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How All Were Very Busy
A little before two o'clock, Trumpkin and the Badger sat with the rest of the creatures at the wood's edge looking across at the gleaming line of Miraz's army which was about two arrow-shots away. In between, a square space of level grass had been staked for the combat. At the two far corners stood Glozelle and Sopespian with drawn swords. At the near corners were Giant Wimbleweather and the Bulgy Bear, who in spite of all their warnings was sucking his paws and looking, to tell the truth, uncommonly silly. To make up for this, Glenstorm on the right of the lists, stock-still except when he stamped a hind hoof occasionally on the turf, looked much more imposing than the Telmarine baron who faced him on the left. Peter had just shaken hands with Edmund and the Doctor, and was now walking down to the combat. It was like the moment before the pistol goes at an important race, but very much worse.
"I wish Aslan had turned up before it came to this," said Trumpkin.
"So do I," said Trufflehunter. "But look behind you."
"Crows and crockery!" muttered the Dwarf as soon as he had done so. "What are they? Huge people -- beautiful people -- like gods and goddesses and giants. Hundreds and thousands of them, closing in behind us. What are they?"
"It's the Dryads and Hamadryads and Silvans," said Trufflehunter. "Aslan has wakened them."
"Humph!" said the Dwarf. "That'll be very useful if the enemy try any treachery. But it won't help the High King very much if Miraz proves handier with his sword."
The Badger said nothing, for now Peter and Miraz were entering the lists from opposite ends, both on foot, both in chain shirts, with helmets and shields. They advanced till they were close together. Both bowed and seemed to speak, but it was impossible to hear what they said. Next moment the two swords flashed in the sunlight. For a second the clash could be heard but it was immediately drowned because both armies began shouting like crowds at a football match.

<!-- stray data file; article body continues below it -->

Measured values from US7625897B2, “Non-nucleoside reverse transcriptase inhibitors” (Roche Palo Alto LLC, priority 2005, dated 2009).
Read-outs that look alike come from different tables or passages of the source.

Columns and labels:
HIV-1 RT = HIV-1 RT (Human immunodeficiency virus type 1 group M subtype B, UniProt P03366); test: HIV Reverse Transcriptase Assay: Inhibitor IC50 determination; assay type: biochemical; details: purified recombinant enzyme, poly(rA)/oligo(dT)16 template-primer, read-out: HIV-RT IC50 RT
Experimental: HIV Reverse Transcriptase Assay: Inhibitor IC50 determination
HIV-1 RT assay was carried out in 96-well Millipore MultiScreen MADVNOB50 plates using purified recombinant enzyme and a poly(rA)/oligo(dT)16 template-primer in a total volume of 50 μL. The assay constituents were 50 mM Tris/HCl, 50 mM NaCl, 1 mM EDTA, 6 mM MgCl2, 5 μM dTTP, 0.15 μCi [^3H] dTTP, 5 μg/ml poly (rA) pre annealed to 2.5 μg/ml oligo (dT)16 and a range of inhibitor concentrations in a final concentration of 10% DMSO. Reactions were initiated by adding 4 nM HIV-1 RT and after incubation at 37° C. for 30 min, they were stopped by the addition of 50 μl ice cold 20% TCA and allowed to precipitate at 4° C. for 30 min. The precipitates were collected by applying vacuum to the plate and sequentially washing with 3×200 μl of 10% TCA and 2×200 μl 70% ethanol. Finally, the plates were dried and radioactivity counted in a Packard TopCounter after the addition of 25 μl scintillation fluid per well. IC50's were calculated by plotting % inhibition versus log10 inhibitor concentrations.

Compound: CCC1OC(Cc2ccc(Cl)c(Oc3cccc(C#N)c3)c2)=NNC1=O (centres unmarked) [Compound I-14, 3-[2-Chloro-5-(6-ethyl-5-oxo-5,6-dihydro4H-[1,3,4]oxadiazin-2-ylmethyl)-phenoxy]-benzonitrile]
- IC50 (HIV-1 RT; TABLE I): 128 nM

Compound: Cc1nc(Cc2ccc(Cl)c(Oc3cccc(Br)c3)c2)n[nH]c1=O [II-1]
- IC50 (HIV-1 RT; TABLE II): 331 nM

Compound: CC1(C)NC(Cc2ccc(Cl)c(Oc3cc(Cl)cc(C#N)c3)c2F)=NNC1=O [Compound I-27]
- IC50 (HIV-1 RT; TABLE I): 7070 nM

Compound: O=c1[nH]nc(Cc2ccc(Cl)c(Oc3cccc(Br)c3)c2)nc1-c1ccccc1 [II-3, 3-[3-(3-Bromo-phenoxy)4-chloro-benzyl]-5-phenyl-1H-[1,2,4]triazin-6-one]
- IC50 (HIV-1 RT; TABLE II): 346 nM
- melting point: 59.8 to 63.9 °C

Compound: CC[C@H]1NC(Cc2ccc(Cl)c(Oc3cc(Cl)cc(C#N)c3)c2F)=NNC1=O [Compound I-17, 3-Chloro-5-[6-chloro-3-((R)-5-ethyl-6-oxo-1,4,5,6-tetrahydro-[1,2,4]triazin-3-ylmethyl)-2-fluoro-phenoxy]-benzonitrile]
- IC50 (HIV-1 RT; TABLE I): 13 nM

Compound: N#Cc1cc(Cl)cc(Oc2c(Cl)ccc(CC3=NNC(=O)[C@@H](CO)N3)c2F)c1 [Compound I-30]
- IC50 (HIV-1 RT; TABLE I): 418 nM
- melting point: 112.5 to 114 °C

"Well done, Peter, oh, well done!" shouted Edmund as he saw Miraz reel back a whole pace and a half. "Follow it up, quick!" And Peter did, and for a few seconds it looked as if the fight might be won. But then Miraz pulled himself together -- began to make real use of his height and weight. "Miraz! Miraz! The King! The King!" came the roar of the Telmarines. Caspian and Edmund grew white with sickening anxiety.
"Peter is taking some dreadful knocks," said Edmund.
"Hullo!" said Caspian. "What's happening now?"
"Both falling apart," said Edmund. "A bit blown, I expect. Watch. Ah, now they're beginning again, more scientifically this time. Circling round and round, feeling each other's defences."
"I'm afraid this Miraz knows his work," muttered the Doctor. But hardly had he said this when there was such a clapping and baying and throwing up of hoods among the Old Narnians that it was nearly deafening.
"What was it? What was it?" asked the Doctor. "My old eyes missed it."
"The High King has pricked him in the armpit," said Caspian, still clapping. "Just where the arm-hole of the hauberk let the point through. First blood."
"It's looking ugly again, now, though," said Edmund. "Peter's not using his shield properly. He must be hurt in the left arm."
It was only too true. Everyone could see that Peter's shield hung limp. The shouting of the Telmarines redoubled.
"You've seen more battles than I," said Caspian. "Is there any chance now?"
"Precious little," said Edmund. "I suppose he might just do it. With luck."
"Oh, why did we let it happen at all?" said Caspian.
Suddenly all the shouting on both sides died down. Edmund was puzzled for a moment. Then he said, "Oh, I see. They've both agreed to a rest. Come on, Doctor. You and I may be able to do something for the High King." They ran down to the lists and Peter came outside the ropes to meet them, his face red and sweaty, his chest heaving.
"Is your left arm wounded?" asked Edmund.
"It's not exactly a wound," Peter said. "I got the full weight of his shoulder on my shield -- like a load of bricks -- and the rim of the shield drove into my wrist. I don't think it's broken, but it might be a sprain. If you could tie it up very tight I think I could manage."
While they were doing this, Edmund asked anxiously, "What do you think of him, Peter?"
"Tough," said Peter. "Very tough. I have a chance if I can keep him on the hop till his weight and short wind come against him -- in this hot sun too. To tell the truth, I haven't much chance else. Give my love to -- to everyone at home, Ed, if he gets me. Here he comes into the lists again. So long, old chap. Goodbye, Doctor. And I say, Ed, say something specially nice to Trumpkin. He's been a brick."
Edmund couldn't speak. He walked back with the Doctor to his own lines with a sick feeling in his stomach.
But the new bout went well. Peter now seemed to be able to make some use of his shield, and he certainly made good use of his feet. He was almost playing Tig with Miraz now, keeping out of range, shifting his ground, making the enemy work.
"Coward!" booed the Telmarines. "Why don't you stand up to him? Don't you like it, eh? Thought you'd come to fight, not dance. Yah!"
"Oh, I do hope he won't listen to them," said Caspian.Prince Caspian
Excerpted from Return to Narnia by C. S. Lewis
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